We wanted to do what we THOUGHT was going to be less stressful - by doing on farm weaning. Guess it isn't meant to be. UGH. I have to find a place for my mare for a month or two... which means more MONEY, more WORK, more Time on the road... UGH. Gotta do what a good owner's gotta do I guess.

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                    • #11
                      No advice, but hugs to you! Oy, vey...

                      Is weaning ever NOT stressful?? :-\

                      Check this out:

                      http://www.chronofhorse.com/forum/sh...gs-in-December

                      I didn't know whether to laugh or cry!

                      I (well, my BM) will be weaning my filly next week. Cold turkey, since they have been by themselves, there has been no way to integrate a buddy into the mix, then remove mom, etc. The plan is to sedate them both, take mare away (I hope she will load to be removed from her beloved baby!) to another barn on the same property--about a mile or two away, so out of earshot. Leave them both locked in stalls until they settle down (24 hours, more if necessary?), then turn filly out with two other older weanlings she has never met, even over a fenceline, and turn mare out--maybe with two other broodmares in a big field. If she tries to KILL them (which is a possibility), we will re-evaluate. Play it by ear, IOW.

                      I think filly will have a tantrum for awhile, throw herself off walls, but then be more than happy to have "new friends", and settle into her situation. Mom, OTOH, is in love with filly, hates all other horses, and will be bereft (with luck they will both get over it??)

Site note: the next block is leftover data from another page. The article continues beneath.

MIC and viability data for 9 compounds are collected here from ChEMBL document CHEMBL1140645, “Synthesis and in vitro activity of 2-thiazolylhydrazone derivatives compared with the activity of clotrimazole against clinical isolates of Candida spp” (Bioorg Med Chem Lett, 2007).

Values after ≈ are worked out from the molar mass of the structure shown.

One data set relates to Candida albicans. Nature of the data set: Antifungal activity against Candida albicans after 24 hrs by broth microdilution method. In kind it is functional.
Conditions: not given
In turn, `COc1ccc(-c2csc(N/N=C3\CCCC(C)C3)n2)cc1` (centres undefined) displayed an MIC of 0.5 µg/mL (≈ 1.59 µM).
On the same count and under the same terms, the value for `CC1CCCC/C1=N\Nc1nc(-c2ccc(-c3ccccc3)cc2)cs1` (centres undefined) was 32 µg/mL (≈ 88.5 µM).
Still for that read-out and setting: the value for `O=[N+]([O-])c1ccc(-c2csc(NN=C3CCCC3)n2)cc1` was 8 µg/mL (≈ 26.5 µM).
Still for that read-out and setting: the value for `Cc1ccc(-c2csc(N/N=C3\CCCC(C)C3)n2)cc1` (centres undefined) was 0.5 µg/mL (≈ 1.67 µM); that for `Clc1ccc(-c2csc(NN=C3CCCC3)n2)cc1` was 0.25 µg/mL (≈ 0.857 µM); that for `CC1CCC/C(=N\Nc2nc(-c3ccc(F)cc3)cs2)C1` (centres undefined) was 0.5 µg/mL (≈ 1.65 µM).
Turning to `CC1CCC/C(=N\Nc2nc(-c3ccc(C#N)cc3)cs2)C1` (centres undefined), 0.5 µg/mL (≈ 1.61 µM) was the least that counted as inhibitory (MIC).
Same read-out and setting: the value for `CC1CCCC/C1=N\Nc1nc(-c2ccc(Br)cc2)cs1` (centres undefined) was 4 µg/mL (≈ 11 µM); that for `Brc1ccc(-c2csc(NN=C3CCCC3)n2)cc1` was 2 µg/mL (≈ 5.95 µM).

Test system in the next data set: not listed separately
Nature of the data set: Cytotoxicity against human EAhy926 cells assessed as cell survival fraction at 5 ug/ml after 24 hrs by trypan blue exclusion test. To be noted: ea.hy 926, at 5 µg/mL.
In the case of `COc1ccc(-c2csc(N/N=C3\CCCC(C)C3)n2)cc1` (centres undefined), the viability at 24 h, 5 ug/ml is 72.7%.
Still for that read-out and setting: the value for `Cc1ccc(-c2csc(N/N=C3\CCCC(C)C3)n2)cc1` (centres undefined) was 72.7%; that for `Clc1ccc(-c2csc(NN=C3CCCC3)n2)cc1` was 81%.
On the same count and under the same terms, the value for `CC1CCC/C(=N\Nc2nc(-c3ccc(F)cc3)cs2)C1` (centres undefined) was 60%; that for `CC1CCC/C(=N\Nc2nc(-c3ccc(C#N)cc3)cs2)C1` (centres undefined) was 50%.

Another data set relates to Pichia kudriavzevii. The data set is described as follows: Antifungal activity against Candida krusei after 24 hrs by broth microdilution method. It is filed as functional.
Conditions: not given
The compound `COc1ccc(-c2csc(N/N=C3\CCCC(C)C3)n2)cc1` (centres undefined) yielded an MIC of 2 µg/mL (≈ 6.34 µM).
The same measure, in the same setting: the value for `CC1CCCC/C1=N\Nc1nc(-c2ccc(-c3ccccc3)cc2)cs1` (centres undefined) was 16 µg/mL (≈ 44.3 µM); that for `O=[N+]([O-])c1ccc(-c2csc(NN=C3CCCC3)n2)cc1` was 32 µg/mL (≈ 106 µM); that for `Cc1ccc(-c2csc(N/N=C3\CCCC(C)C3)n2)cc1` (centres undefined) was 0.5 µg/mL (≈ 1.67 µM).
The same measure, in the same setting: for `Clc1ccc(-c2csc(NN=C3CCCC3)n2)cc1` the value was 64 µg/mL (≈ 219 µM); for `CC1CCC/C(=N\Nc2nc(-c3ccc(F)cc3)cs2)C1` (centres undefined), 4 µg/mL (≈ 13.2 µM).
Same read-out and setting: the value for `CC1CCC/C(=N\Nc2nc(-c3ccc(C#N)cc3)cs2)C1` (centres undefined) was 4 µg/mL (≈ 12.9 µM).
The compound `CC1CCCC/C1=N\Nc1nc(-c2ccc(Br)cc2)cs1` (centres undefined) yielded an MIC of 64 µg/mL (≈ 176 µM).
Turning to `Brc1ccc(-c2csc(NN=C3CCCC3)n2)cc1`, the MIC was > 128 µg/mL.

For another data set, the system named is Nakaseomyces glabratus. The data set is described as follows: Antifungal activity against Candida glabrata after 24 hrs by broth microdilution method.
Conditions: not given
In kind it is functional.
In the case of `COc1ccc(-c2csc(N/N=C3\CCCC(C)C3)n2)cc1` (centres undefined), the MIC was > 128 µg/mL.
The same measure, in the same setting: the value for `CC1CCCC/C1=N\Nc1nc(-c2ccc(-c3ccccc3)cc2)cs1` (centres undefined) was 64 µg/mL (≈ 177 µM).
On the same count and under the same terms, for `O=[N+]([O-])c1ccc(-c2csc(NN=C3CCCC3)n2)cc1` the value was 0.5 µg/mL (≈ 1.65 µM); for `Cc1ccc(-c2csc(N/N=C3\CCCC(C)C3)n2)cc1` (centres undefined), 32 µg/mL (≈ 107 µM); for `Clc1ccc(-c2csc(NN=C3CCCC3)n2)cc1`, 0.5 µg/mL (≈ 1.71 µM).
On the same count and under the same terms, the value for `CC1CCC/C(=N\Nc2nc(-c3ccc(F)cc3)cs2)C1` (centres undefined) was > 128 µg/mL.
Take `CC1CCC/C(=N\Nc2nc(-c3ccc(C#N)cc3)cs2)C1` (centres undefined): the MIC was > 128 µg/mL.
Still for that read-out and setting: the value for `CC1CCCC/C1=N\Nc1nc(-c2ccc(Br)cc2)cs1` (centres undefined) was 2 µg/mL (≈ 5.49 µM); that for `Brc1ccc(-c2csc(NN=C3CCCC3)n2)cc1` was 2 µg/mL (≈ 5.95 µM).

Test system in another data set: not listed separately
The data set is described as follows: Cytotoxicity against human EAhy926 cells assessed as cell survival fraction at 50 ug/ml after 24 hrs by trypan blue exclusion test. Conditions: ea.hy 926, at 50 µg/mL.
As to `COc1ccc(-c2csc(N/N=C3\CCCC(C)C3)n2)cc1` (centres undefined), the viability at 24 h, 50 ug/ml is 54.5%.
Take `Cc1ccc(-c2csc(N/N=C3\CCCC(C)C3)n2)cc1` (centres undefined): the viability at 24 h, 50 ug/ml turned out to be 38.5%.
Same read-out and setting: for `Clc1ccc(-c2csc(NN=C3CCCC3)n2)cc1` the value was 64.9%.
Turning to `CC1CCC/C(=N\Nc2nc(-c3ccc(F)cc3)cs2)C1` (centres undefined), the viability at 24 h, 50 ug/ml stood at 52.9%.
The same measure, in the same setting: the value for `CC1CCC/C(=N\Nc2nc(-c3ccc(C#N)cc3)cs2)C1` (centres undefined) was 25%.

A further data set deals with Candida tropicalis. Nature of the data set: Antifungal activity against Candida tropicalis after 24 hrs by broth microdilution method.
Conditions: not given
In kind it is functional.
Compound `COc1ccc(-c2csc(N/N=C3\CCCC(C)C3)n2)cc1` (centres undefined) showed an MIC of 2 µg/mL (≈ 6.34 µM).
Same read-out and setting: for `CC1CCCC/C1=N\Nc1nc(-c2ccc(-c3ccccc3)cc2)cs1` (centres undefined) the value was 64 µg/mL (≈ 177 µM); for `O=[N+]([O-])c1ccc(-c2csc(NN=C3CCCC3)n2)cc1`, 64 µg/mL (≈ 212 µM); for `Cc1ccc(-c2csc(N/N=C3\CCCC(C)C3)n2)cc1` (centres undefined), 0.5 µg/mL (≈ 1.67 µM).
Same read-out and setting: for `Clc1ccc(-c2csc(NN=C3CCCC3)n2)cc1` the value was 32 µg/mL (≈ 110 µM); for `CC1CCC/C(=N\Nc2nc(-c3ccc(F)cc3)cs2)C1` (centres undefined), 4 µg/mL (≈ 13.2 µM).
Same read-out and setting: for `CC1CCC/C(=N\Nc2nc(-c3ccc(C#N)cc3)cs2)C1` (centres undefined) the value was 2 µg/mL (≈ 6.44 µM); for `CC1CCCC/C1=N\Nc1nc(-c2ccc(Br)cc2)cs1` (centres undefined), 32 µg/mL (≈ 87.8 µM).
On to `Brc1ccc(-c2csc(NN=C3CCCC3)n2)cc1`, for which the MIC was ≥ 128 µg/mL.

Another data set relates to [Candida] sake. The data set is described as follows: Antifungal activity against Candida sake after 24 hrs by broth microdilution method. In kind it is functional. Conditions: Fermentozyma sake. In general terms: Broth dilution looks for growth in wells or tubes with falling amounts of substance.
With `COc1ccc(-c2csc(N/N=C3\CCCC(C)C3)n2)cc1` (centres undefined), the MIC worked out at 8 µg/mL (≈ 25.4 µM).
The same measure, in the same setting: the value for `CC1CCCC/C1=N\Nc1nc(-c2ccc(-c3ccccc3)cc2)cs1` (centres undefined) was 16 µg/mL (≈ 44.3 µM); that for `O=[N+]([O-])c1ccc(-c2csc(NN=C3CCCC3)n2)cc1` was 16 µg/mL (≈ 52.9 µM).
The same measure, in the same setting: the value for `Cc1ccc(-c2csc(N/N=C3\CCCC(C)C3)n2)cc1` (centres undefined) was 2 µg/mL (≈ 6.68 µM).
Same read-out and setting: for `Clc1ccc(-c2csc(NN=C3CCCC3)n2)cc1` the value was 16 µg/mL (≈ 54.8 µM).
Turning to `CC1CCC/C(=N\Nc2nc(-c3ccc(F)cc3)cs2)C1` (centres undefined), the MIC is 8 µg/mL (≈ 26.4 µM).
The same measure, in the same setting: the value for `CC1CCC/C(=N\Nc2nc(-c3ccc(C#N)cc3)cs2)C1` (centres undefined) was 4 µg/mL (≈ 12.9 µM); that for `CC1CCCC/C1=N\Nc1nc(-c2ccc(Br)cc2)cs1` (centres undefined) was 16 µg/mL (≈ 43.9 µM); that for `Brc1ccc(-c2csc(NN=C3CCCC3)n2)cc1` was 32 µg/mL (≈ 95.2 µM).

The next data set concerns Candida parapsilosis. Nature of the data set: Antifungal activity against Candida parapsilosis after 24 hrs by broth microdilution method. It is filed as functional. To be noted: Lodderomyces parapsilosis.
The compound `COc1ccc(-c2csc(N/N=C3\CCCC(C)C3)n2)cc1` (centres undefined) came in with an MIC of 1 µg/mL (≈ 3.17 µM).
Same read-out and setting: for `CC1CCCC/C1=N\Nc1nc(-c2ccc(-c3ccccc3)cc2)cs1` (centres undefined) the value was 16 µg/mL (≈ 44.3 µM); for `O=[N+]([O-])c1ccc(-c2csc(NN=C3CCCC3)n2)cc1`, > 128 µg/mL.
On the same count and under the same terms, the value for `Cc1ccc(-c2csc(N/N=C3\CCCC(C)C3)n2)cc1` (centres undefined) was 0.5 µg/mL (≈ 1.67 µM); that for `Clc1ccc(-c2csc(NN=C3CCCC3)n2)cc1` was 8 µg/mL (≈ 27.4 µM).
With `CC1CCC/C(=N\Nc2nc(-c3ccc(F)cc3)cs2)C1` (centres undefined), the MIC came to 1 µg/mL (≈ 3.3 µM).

Has this strategy worked for other breeders out there?

                      oppsie, I wish you the BEST of luck with this. It sounds like you will need to take your mare to another farm, but at least it will be temporary, yes?
                      "Hope is a good thing, maybe the best of things, and no good thing ever dies."

                      "It's supposed to be hard...the hard is what makes it great!" (Jimmy Dugan, "A League of Their Own")

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                      • #12
                        Originally posted by oppsie2
                        VaBred - My whole herd was out togther this summer. Mom, baby, Uncle and 2 ponies. Have Mom & 2 ponies together (working great) and Uncle and baby together (also working out fine - as far as them getting along).

                        The first time I *tried* to wean (at 5 months - suggested by my vet due to fillys huge growth), I put the filly in with the ponies and my mare and her brother were out together. Mare & brother are BFF's and there was no issue for them. Mare was 100% happy baby is gone. Filly freaked BIG time. The Uncle/Brother is the spitting image of my mare (except she is 15.2 and he is 17.1).

                        We wanted to do what we THOUGHT was going to be less stressful - by doing on farm weaning. Guess it isn't meant to be. UGH. I have to find a place for my mare for a month or two... which means more MONEY, more WORK, more Time on the road... UGH. Gotta do what a good owner's gotta do I guess.
                        It would be best. PITA, but best. Keep us posted.
                        Randee Beckman ~Otteridge Farm, LLC (http://on.fb.me/1iJEqvR)~ Marketing Manager - The Clothes Horse & Jennifer Oliver Equine Insurance Specialist